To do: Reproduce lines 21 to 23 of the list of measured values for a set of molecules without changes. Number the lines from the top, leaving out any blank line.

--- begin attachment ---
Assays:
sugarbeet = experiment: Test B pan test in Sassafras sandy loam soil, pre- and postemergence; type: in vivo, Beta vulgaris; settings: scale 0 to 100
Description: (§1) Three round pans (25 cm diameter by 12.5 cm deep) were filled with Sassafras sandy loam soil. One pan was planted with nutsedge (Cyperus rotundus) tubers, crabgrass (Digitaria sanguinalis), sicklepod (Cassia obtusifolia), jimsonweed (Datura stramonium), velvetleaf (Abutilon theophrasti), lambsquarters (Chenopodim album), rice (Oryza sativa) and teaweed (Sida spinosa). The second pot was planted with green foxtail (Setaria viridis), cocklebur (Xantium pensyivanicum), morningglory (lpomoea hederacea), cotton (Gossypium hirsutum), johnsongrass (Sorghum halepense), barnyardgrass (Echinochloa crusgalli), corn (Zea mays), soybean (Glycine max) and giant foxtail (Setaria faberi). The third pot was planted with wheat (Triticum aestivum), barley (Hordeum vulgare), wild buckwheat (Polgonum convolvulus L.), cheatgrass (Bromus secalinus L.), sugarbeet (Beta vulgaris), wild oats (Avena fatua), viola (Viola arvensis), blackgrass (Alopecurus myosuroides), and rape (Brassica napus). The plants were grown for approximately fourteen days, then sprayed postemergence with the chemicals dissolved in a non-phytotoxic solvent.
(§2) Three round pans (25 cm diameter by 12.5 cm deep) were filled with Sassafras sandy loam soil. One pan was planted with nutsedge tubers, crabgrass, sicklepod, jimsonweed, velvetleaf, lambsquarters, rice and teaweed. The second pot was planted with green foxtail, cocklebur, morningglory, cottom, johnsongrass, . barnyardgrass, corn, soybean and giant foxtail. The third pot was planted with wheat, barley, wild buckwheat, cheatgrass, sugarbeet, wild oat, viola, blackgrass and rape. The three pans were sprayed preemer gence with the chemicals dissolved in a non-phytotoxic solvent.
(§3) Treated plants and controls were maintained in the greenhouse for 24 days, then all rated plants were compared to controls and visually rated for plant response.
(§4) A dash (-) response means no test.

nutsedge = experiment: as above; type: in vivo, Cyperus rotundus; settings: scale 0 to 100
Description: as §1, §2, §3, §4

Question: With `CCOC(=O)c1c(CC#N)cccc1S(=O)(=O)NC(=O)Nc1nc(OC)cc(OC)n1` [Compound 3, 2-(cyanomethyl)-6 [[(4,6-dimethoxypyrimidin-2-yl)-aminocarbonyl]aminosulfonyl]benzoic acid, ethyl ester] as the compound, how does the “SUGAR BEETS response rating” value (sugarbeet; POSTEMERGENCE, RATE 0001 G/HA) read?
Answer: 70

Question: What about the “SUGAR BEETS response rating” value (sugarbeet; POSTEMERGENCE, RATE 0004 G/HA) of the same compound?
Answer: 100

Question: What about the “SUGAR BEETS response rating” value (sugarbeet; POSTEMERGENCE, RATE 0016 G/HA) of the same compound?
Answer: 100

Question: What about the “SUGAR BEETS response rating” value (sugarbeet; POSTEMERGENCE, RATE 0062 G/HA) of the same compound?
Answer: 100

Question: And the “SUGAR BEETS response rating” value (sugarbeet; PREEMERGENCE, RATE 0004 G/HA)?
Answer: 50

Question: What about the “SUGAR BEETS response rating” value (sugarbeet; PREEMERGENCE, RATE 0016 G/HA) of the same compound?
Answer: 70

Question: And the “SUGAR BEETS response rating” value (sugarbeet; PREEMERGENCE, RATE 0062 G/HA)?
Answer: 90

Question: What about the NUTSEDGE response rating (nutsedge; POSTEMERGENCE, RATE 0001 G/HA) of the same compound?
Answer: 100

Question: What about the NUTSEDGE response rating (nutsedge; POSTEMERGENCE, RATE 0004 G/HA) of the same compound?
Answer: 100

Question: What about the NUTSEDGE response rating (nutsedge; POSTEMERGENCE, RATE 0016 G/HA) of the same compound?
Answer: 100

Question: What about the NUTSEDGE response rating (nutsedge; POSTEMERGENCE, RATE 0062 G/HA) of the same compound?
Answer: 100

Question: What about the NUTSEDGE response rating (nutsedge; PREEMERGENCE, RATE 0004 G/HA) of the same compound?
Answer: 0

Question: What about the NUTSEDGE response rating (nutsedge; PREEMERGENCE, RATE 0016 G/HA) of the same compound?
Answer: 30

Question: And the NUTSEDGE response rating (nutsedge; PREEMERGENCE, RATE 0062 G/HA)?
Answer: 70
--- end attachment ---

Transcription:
Question: And the “SUGAR BEETS response rating” value (sugarbeet; PREEMERGENCE, RATE 0062 G/HA)?
Answer: 90

Question: What about the NUTSEDGE response rating (nutsedge; POSTEMERGENCE, RATE 0001 G/HA) of the same compound?